The Mind of the Shooter

A man born in New York City named Omar Mateen, who looks like he could pass for an Italian or a Greek if you neglected to ask, took a gun to a gay dance club in Orlando and shot over 50 people. You can read about the details from a news outlet, because giving you details on a mass shooting is not my concern here. If I have a generalized comment directly related to this incident, it is that I always knew people from New York tended to be crazy.

What I am concerned about on this blog is writing. I would like to stay focused on that. And not only about how badly written news stories on sudden tragedies tend to be. But I would also like to talk about the psychology of Mr. Mateen and people like him and how it should affect our writing of fiction.

It appears that Mr. Mateen identified himself as a Muslim, though if history is any guide, we should soon recognize Mr. Mateen as a repressed homosexual. No amount of twisted logic could explain why he decided to target a peaceful dance club otherwise. Of course a fragrant display of homosexuality might be offensive to conservative Muslims, but this is Orlando we are talking about. The livelihood of the entire city practically depends on offending Muslims. Most likely, he targeted a gay dance club because he was a frustrated gay man, justifying his actions through pious pretensions, like the majority of homophobes in history.

It has been pointed out that just about every mass shooter in America who left any record of their feelings talked about their sexual frustrations. (Which is why most industrial countries in the old world, with wiser policy makers, never quite outlaw prostitution.) The fact that mass murders are so often linked to sexual frustrations tell us a great deal about the bestial side of humanity. We are by and large not far removed from mountain goats and horned lizards when it comes to fulfilling our sexual desires.

Almost all mass shooters have a very selfish, personal, visceral, physiological motive, which they dress up in political, religious, or philosophical pretensions. There never was a mass shooter who did not say he was trying to cure some social ills. And he sees himself as a lone hero.

This is where literature comes in. How do we construct lone heroes? How should we de-construct lone heroes? Batman, for example is a vigilante with a personal vendetta (and we don’t see him getting laid much). From his vantage point, the world is full of noxious villains. He literally answers to signs in the sky to go after them. He is, from his view, terribly misunderstood. He is compelled to live in hiding, in a cave. In the dark recesses of our adolescent fantasies, there is a universal place where Batman dwells. The original author no doubt instinctively knew never to let Batman carry a gun.

From the Lone Ranger to Dean Moriarty, lone heroes see themselves differently from the way the world see them. They are self-contained capsules of their own moral codes. Lone heroes are the sort of people who say “Yes, I killed a lot of people, but they all deserved it.” Juxtaposed over the recent reality, we can finally see how preposterously harmful such ideas can be.

But that is the nature of art. Woody Allen, of all people, expressed this in the comedy movie Bullets Over Broadway, in which Rob Reiner, playing a script-writing mentor, preaches “An artist creates his own moral universe” which the main character (John Cusack) takes to heart; unaware that his co-writer (Chazz Palminteri), a killer mobster who lives by the “they all deserved it” code, would actually kill people and doom himself to death in order to create the perfect play.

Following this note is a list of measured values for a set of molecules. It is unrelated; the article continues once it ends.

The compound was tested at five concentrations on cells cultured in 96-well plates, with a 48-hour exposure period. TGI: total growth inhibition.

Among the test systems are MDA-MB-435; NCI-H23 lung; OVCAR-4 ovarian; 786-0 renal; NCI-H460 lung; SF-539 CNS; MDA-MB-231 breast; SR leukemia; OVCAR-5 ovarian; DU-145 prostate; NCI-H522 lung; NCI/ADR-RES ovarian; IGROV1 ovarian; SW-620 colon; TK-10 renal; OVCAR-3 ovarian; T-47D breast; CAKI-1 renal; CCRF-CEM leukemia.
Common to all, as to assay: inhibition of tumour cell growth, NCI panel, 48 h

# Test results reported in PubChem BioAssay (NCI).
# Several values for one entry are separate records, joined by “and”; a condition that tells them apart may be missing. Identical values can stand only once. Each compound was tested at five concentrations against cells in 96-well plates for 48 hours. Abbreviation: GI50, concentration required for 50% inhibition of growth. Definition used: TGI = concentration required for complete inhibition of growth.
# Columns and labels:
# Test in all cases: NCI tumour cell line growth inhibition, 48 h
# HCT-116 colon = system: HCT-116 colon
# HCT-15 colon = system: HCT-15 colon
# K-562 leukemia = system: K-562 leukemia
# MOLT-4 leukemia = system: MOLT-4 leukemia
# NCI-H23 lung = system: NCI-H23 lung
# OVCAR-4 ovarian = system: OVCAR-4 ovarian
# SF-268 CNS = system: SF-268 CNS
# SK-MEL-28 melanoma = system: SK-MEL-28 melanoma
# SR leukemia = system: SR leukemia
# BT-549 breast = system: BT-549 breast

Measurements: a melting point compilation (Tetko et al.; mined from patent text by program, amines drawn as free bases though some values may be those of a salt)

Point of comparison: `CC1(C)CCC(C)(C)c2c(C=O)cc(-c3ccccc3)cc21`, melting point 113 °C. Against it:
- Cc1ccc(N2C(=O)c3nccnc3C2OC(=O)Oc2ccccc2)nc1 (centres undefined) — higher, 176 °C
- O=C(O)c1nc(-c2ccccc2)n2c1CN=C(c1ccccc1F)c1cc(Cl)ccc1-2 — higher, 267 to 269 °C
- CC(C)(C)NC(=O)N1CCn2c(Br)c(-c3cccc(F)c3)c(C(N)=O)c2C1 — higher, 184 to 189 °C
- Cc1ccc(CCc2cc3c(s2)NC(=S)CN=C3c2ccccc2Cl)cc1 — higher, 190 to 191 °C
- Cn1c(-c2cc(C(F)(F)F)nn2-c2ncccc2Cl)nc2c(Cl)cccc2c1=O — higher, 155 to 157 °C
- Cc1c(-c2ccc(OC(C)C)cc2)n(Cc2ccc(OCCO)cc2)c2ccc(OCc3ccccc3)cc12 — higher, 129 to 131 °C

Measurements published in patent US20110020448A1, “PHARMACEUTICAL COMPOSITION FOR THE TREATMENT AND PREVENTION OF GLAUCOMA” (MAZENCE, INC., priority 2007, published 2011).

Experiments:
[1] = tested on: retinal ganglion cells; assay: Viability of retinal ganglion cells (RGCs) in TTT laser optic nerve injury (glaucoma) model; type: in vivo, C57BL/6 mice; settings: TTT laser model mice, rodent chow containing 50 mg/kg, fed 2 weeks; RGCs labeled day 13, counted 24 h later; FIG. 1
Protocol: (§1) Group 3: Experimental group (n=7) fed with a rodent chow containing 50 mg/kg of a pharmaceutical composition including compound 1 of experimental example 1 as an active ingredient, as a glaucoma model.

Writing is a lonely exercise and in many ways we are lone heroes hiding away in little caves creating our own moral universe. Gun rights advocates have long insisted that violent movies, video games, and evil books had a lot more to do with mass shootings than the physical presence of guns. Such claims may very well have some merit, next to other factors like sexual frustration. We want our readers to identify with the lonely, alienated, misunderstood heroes of our imaginary worlds. But if some psychopath took our words literally, or lived in the sort of moral universe we created in the world of fiction, the consequences could be deadly. Woody Allen’s message was that being an artist was not a risk you should take on lightly, and the movie, despite being a comedy, nearly scared me out of creative writing altogether.

And this train of thought leads me to the difference between genre fiction and “serious” fiction. It is not the vampires and space aliens that make genre fiction “genre”. It is when we see Batman from his point of view only, and see the vilified lone hero from his own self-serving perspective, that the story becomes “genre” fiction. When we also see the vindictive, self-restricting Bruce Wayne refusing to grow up, the story becomes “serious”.

Humans are strange, multi-layered, bestial creatures. Nobody ever kills for religious or political beliefs alone. There is the frustrated sexual urge, the social isolation, the mental illness, and warped self-image, all conspiring to create the desire to go out in a hellish eruption of self-righteous flames, and a serious writer must see both sides of the story; the hero as seen in the killer’s mirror and the villain that he is from an objective point of view. The end product, the work of fiction, is still potentially deadly, but it conveys a more rounded message.

(Edit: Only two days after I wrote this post, it is already coming to light that the “Muslim” man who went on a killing spree in the middle of the Ramadan was “not very religious” and showed homophobic tendencies.)

 

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